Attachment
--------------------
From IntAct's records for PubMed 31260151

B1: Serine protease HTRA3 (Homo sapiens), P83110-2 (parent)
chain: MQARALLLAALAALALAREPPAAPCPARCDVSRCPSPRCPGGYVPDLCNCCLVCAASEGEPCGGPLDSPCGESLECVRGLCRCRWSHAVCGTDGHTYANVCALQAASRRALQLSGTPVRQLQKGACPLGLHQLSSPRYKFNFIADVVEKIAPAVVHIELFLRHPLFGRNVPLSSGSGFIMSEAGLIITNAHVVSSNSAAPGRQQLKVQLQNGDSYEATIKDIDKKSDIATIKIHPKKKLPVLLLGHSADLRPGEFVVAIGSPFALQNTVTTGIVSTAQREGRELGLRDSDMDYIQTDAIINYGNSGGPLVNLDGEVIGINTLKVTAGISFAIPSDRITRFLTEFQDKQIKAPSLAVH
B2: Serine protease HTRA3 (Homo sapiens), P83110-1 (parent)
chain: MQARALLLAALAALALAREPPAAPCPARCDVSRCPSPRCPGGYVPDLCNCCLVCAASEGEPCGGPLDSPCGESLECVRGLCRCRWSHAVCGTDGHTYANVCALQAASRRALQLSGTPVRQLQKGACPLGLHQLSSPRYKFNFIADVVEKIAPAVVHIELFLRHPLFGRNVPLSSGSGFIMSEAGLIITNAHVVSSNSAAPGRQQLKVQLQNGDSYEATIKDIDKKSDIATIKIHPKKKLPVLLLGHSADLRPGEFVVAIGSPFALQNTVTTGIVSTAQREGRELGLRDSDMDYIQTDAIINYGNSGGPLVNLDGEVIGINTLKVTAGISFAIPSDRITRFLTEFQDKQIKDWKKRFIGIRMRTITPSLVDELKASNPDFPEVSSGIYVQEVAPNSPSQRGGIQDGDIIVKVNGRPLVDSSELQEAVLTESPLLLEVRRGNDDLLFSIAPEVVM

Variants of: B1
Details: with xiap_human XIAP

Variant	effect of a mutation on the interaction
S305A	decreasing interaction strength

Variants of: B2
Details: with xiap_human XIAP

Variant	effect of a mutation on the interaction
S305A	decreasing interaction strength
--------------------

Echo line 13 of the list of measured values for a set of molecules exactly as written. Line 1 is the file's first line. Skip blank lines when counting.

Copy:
S305A	decreasing interaction strength